“Our efforts include daily screening, securing enough PPE for all staff, dissemination of science-based information, testing, free lunches, an on campus grocery store, a hardship fund to help families whose spouse may have lost his/her job,” she said. There have been no lay-offs or furloughs, and each month sees the delivery of a surprise, such as money, snacks or gift cards, to workers.
Carol Woods, Sprigg said, also established an infection prevention team that meets every day to update staff on research and best practices, and the community is working to implement an automated system that will assist in contact tracing. “We also offer COVID-19 testing on our campus,” she said.
As staff members try to offset resident isolation due to visitor restrictions, Sprigg said, they have a deepened sense of purpose.
“The pandemic has tested all of us but in the end, we feel we will be a stronger community and employer because of it,” she said.
Cathy Cooper, chief human resources officer, United Church Homes and Services, which ranked No. 17 on the small and medium-sized employers list, said the organization continues to be as diligent about pandemic-fighting practices while continuing to “embrace laughter, inspiration and purposeful living.”
“We increased the assistance available through our Employee Emergency Assistance Fund and provided campus treat days,” she said. “We value compassion, innovation, integrity, inclusion, all people, quality and value.”
Ranked companies acknowledged the hard work of employees during the pandemic.
Roger Ellens, CEO, and Heather Pabisinksi, director of human resources at Palos Park, IL-based Peace Village, No. 3 on the list of small to medium-sized organizations in 2019 and 2020, said being on the Best Workplaces list held special meaning during the pandemic.
“Just being recognized is proof we have a dedicated team of amazing employees who come to work every day to give exceptional care to our residents and who know they are making a difference to our community,” they said. “This has been a trying year for all of us. In the face of insurmountable obstacles, Peace Village employees have come together to operate with high levels of safety and compassion — not only for our residents, but for their fellow employees.”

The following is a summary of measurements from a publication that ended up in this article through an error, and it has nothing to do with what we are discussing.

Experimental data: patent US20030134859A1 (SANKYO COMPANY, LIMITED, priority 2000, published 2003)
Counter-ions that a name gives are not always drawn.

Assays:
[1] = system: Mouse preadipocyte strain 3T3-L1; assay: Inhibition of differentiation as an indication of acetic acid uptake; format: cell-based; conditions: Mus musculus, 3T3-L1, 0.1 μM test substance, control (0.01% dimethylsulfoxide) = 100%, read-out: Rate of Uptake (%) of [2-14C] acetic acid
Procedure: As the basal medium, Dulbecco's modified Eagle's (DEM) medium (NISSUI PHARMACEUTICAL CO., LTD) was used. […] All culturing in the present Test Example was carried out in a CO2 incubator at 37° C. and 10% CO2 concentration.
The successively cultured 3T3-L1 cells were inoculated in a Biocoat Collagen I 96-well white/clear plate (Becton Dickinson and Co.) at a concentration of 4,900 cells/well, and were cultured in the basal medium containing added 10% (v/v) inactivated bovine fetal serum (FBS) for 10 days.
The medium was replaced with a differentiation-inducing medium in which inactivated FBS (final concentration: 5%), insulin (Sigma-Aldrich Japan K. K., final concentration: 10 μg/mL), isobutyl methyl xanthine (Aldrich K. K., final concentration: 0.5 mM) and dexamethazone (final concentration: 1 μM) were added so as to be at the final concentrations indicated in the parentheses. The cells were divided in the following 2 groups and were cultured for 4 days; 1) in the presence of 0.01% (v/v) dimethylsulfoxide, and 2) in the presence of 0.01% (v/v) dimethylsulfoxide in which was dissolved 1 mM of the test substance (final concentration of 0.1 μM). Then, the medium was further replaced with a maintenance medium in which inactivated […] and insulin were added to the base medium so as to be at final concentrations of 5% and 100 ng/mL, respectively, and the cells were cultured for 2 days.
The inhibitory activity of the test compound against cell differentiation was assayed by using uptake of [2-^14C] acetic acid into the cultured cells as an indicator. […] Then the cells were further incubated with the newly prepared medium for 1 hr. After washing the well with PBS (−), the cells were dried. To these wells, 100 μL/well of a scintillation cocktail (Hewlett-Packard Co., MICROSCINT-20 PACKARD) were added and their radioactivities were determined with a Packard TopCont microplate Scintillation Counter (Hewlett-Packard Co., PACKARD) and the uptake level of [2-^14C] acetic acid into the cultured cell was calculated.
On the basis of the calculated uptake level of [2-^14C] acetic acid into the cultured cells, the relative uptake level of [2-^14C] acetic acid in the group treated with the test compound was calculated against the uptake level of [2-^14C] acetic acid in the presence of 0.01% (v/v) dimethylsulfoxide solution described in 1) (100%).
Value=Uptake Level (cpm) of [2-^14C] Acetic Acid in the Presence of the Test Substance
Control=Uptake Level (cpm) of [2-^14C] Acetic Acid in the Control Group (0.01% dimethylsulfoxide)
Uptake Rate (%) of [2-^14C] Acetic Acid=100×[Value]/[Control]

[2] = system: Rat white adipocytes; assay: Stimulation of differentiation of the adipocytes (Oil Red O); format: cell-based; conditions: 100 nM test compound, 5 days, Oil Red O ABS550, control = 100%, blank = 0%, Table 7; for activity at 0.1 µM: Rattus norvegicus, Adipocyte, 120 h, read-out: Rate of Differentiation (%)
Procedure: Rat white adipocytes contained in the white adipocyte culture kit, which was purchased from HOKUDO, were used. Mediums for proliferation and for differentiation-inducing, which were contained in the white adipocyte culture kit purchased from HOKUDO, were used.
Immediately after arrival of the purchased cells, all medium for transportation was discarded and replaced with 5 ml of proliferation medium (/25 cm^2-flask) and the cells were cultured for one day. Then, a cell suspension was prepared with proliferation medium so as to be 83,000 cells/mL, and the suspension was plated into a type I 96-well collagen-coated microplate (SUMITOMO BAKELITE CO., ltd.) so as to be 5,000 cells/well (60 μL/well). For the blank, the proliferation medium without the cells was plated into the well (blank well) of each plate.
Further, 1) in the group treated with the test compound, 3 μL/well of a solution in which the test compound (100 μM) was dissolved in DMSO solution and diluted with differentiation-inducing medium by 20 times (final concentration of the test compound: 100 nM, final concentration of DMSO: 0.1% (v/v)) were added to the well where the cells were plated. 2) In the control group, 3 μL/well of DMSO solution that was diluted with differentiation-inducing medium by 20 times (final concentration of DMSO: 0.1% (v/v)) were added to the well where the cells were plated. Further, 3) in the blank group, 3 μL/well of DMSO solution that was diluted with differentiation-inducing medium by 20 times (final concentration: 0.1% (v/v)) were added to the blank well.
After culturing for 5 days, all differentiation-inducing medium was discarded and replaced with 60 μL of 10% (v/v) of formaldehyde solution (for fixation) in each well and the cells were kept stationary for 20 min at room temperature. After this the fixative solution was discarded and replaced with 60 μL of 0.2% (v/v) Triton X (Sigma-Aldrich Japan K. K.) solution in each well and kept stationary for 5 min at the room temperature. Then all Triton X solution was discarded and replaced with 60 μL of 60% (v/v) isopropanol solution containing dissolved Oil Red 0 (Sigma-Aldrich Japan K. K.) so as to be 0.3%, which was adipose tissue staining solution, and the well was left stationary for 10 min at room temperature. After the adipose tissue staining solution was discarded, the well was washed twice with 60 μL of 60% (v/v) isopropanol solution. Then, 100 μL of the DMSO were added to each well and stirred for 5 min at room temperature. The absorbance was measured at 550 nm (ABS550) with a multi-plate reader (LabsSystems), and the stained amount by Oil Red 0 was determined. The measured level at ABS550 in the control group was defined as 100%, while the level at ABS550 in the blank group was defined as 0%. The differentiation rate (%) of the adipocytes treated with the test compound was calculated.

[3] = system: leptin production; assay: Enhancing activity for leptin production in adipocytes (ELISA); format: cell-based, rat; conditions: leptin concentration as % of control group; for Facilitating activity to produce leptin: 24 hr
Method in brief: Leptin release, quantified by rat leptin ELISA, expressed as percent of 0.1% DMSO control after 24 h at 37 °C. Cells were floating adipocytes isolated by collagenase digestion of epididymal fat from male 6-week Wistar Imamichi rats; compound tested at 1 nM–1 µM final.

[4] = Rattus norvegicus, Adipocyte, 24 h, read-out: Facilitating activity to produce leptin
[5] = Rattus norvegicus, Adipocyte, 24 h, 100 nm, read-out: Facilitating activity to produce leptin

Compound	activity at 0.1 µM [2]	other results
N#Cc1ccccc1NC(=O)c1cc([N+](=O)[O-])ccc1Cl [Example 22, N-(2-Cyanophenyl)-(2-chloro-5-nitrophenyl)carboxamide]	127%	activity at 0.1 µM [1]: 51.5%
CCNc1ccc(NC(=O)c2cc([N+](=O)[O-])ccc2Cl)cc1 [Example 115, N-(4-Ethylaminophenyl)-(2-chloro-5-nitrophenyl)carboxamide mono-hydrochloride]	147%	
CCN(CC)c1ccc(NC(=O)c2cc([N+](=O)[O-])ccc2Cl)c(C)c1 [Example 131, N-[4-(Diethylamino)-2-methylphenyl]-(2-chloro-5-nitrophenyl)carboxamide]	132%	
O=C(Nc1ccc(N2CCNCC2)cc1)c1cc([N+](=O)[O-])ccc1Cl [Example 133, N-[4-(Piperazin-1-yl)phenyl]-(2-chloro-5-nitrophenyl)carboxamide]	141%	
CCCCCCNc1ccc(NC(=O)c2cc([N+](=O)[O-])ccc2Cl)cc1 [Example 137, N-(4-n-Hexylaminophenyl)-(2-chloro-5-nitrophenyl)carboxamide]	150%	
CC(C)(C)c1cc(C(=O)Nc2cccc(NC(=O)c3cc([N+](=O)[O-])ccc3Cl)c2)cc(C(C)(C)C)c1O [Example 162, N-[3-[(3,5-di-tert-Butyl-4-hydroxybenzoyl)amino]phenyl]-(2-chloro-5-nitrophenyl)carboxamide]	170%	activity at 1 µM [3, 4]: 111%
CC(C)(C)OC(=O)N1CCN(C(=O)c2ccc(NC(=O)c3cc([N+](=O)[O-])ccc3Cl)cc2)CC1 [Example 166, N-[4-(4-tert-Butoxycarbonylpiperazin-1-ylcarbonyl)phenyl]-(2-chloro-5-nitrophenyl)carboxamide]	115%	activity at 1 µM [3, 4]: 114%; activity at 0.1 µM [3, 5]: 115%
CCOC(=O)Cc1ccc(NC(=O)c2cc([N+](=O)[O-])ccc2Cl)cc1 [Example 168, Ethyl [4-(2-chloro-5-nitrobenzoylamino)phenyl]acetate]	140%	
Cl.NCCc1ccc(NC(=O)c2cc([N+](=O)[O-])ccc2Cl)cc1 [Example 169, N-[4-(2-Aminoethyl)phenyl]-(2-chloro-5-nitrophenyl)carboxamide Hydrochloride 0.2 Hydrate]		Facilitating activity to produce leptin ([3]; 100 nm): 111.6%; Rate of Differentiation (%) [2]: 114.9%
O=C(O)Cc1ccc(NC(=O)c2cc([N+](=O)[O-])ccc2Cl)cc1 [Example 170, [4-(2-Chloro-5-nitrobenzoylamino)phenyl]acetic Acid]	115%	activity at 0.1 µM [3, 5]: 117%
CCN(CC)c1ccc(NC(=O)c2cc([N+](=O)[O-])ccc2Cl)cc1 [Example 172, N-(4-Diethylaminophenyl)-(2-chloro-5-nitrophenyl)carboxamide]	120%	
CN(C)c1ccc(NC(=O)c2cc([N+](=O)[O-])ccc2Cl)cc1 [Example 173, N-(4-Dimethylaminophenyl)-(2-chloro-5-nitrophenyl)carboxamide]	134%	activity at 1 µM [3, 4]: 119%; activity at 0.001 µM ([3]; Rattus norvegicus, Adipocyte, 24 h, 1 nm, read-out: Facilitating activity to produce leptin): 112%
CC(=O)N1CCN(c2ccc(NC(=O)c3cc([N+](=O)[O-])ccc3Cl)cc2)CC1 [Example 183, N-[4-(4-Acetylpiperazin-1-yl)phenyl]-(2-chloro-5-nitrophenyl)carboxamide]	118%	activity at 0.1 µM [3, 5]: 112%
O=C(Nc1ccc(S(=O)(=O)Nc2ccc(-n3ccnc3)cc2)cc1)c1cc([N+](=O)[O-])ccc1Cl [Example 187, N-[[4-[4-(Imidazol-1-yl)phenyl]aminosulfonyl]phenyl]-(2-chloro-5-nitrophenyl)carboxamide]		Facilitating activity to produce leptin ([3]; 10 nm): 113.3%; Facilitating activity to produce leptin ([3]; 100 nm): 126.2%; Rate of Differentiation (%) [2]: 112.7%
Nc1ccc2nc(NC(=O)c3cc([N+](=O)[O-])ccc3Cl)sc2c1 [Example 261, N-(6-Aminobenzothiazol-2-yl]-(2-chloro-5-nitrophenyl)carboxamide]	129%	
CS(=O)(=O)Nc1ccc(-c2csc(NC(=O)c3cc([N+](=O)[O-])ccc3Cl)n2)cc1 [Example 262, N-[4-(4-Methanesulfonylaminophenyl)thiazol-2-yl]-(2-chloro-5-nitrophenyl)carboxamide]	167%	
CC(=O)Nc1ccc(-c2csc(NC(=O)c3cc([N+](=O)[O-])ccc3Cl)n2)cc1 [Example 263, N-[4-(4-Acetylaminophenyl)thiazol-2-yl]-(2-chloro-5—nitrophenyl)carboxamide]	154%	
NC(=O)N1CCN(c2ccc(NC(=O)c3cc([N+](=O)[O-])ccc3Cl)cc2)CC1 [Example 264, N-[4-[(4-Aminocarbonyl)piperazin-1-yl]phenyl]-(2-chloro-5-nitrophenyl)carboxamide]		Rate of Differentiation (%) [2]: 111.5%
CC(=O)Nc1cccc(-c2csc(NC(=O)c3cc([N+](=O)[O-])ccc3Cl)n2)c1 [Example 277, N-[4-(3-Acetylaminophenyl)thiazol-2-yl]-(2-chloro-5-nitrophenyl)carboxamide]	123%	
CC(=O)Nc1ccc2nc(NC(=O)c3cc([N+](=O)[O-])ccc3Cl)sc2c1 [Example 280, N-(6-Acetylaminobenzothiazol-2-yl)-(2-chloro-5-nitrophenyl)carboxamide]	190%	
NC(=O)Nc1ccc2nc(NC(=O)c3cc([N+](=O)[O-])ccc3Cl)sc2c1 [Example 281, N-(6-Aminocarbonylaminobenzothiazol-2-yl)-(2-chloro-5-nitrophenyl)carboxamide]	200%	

Winter Park, FL-based Holiday Retirement placed No. 5 on the 2020 list, moving up nine spots from the 2018 and 2019 rankings, when the company was No. 14.
“During such an uncertain time, what has remained constant for us is the commitment, hard work and dedication of our employees,” Holiday Retirement CEO Lilly Donohue said.
Kristy VanDerWiel, vice president of strategy and mission integration of Johnston, IA-based WesleyLife, No. 8 on the list of large employers, said, “Our nursing directors and executive directors have sacrificed their personal lives to ensure the residents, clients and team members are provided for as best as we possibly can. Our team members have shown up for residents, clients and their co-workers, have given up their time off, and have themselves experienced the virus and still they serve.”
Despite the difficult times, VanDerWiel said, “Leaders and team members have kept their sense of humor, found ways to celebrate and have continued ‘in spite of.’ ”
Other current events
Organizations also called out their responses to extreme weather and protests that began in the spring in the midst of the pandemic.
Amber Gustafson from Concord, CA-based Carlton Senior Living, No. 8 on the list of large organizations, said the company believes that “every human has the right to live safely. That includes carefully protecting both the physical safety of our employees, residents [and] their loved ones during COVID and a continuing commitment to providing a diverse, respectful and hate-free environment.”
Sprigg of Carol Woods said, “When the social injustices started coming to light, we invited open dialogue and safe places to vent feelings. As CEO, I wrote a letter to all staff as well as posting a letter on our website and on Facebook, stating what we stood for and publicly took a stand for civil rights.”
Carol Woods, she said, disseminated resources that staff could find helpful and also implemented an Inclusive Workplace Task Force to delve into current policies and practices.
VanDerWiel of WesleyLife pointed out that a rare weather phenomenon called a derecho affected almost 80% of the state in August.
“Many of our leaders and team members had damage to property or lost power for several days. This meant temporary accommodations, food that was lost because of the lack of electricity, and yet more strain on team members already challenged with the COVID virus,” she said. “Our organization supported many financial requests through our WesleyLife Bridge Fund which helps with small grants of cash to help with expenses.”